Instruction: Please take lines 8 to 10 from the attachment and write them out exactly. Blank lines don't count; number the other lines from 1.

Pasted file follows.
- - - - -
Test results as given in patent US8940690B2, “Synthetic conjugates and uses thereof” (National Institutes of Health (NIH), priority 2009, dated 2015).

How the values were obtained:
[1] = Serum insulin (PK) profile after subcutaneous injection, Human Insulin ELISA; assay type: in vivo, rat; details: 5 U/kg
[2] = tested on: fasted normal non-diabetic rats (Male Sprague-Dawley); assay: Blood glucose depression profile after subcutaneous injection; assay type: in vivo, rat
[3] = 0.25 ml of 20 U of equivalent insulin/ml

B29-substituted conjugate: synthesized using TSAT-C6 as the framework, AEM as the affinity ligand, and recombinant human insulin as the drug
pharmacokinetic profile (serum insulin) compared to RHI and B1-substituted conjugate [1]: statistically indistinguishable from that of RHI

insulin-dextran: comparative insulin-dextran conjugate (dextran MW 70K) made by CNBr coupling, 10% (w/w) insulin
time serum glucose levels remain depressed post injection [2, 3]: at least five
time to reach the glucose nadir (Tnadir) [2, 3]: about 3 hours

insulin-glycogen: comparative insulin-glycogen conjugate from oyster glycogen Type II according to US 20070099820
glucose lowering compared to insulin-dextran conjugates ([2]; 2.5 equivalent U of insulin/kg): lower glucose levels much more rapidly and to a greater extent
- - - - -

insulin-dextran: comparative insulin-dextran conjugate (dextran MW 70K) made by CNBr coupling, 10% (w/w) insulin
time serum glucose levels remain depressed post injection [2, 3]: at least five
time to reach the glucose nadir (Tnadir) [2, 3]: about 3 hours